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200,000 people marooned by tidal surge in Bhola

  • Published at 03:00 pm July 24th, 2013

About 200,000 people in Bhola were left stranded in their homes for the last two days, after a damaged embankment allowed tidal water into riverside villages.

The water came through a 10km stretch of the embankment, built by the Water Development Board (WDB), and affected all seven upazilas of the island district.

Sources said, the embankment was damaged in several areas following cyclone Mahasen in mid-May and was never repaired by the WDB.

As a result, water from the Meghna River used to enter through the damaged parts during the cycles of the moon.

This time, ahead of the full moon, villages in Kachia, Dhania and Ilisha unions of Bhola Sadar upazila were flooded with several feet of water.

Borhanuddin upazila is among the areas that have been severely affected, with several unions, including Bara Manika and Paria that suffered from chest-level flooding at the time of tide.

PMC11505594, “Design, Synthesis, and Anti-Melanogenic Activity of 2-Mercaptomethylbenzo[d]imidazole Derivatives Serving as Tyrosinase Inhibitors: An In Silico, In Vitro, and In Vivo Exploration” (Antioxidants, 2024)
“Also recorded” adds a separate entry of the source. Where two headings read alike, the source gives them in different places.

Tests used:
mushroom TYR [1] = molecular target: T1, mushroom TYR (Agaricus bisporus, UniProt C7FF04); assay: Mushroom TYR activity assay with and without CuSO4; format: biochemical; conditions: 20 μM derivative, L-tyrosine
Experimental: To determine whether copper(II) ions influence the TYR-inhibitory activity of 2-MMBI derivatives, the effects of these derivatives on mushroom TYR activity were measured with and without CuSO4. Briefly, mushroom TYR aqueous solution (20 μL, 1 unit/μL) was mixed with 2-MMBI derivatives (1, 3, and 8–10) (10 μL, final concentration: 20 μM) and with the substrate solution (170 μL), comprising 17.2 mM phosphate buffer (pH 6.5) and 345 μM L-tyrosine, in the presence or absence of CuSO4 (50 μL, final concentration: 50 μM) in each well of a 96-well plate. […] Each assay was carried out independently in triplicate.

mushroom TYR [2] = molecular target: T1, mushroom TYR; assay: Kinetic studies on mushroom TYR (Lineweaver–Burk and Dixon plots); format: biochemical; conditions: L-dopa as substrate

Stranded people are suffering from various problems including lack of drinking water.

Idris Akon, a villager at Baro Manika union, said people could not have their sehri and iftar properly due to the situation.

People in Tajumaddin, Lalmohan and Charfasson upazilas and in the remote Manpura Island along with Bhabanipur and Syedpur unions of Daulatkhan upazila, remained marooned.

Crops on hundreds of acres of land and fishes in ponds as well as roads were destroyed in these areas.

Even people not bounded by the embankment, were left marooned by varying depths of water in their homesteads.

Borhanuddin Upazila Nirbahi Officer Jahangir Hossain said people in Hakimuddin Banglabazar area were marooned for nearly 45 days due to the poor condition of the embankment.

So far, 450 tonnes of rice under VGF programme has been distributed amongst the affected people, he said.

Bhola WDB-1 Executive Engineer Abdul Hannan said the repair work of the dam had started despite several problems. Whatever repair is being done on the damaged areas is being “washed away” by tidal water, he said, adding, “Efforts are on to finish the work as soon as possible.”